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News vs. Entertainment: How Increasing Media Choice Widens Gaps in Political Knowledge and Turnout


  • I am grateful to David Brady, the Center for the Study of Democratic Politics at Princeton, and Knowledge Networks for providing support for this project. Larry Bartels, Matt Baum, Michael Delli-Carpini, John Geer, Marty Gilens, Jay Hamilton, Shanto Iyengar, Skip Lupia, Tali Mendelberg, Diana Mutz, Sam Popkin, Wendy Rahn, and the anonymous referees deserve thanks for many helpful comments on previous versions of this article.

Markus Prior is assistant professor of politics and public affairs, Woodrow Wilson School of Public and International Affairs, Princeton University, 313 Robertson Hall, Princeton, NJ 08544-1013 (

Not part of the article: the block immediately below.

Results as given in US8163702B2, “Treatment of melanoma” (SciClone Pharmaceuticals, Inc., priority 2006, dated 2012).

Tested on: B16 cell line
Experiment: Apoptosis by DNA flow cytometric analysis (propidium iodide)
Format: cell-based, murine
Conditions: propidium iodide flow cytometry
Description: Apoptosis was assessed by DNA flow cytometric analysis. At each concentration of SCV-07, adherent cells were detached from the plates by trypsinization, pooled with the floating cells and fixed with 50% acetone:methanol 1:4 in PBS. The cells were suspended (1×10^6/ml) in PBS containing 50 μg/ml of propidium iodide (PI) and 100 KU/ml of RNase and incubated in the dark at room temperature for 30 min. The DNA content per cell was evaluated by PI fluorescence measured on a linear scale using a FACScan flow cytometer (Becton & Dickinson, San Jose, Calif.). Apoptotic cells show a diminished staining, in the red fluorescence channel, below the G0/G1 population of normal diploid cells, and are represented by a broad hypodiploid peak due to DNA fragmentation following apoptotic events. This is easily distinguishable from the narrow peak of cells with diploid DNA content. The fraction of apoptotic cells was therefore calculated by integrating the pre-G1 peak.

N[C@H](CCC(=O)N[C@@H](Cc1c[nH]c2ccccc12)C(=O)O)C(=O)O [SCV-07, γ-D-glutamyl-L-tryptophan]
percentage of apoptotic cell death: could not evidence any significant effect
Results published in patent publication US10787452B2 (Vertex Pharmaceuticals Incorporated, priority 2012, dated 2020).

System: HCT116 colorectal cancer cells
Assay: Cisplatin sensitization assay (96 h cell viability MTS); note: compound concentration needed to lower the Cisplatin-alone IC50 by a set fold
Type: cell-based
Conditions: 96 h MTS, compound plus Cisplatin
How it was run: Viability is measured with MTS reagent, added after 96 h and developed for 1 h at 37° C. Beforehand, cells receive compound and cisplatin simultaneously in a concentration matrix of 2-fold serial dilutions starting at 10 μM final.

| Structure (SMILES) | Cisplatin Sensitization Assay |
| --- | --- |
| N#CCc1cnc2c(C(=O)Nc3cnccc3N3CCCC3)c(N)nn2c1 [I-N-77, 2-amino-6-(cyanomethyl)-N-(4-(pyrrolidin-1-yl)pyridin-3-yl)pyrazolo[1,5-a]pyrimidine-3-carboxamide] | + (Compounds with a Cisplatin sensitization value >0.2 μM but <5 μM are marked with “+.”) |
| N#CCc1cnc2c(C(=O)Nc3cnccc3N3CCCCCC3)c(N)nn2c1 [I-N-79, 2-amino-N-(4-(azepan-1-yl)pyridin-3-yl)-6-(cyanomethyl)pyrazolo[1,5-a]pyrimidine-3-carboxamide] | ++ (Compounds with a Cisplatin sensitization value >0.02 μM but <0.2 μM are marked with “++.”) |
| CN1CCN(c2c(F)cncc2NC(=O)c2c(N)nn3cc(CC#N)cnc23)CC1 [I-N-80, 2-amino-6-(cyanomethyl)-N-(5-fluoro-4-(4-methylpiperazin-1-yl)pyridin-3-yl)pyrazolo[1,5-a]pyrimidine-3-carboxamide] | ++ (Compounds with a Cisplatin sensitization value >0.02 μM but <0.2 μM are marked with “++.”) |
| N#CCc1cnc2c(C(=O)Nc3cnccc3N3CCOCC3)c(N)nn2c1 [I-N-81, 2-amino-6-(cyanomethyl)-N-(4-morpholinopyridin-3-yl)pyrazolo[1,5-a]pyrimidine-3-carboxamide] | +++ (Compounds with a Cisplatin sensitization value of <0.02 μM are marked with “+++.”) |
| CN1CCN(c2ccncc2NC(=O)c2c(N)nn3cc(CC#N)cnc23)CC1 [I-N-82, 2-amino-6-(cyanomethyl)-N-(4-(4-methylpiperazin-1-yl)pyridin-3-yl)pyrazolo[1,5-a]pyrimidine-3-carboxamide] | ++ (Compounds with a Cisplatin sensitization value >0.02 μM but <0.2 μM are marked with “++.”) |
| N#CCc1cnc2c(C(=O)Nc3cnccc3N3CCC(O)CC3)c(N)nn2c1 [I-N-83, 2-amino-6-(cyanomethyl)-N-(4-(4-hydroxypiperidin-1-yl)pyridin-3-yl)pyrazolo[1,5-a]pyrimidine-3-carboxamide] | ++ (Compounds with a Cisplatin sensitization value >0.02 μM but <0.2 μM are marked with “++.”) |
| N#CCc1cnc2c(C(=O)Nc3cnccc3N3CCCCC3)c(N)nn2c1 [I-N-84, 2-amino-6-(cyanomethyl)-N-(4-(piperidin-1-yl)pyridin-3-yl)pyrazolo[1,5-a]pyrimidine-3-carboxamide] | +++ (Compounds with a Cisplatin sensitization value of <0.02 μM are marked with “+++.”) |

Despite dramatic increases in available political information through cable television and the Internet, political knowledge and turnout have not changed noticeably. To explain this seeming paradox, I argue that greater media choice makes it easier for people to find their preferred content. People who like news take advantage of abundant political information to become more knowledgeable and more likely to turn out. In contrast, people who prefer entertainment abandon the news and become less likely to learn about politics and go to the polls. To test this proposition, I develop a measure of people's media content preference and include it in a representative opinion survey of 2,358 U.S. residents. Results show that content preference indeed becomes a better predictor of political knowledge and turnout as media choice increases. Cable TV and the Internet increase gaps in knowledge and turnout between people who prefer news and people who prefer entertainment.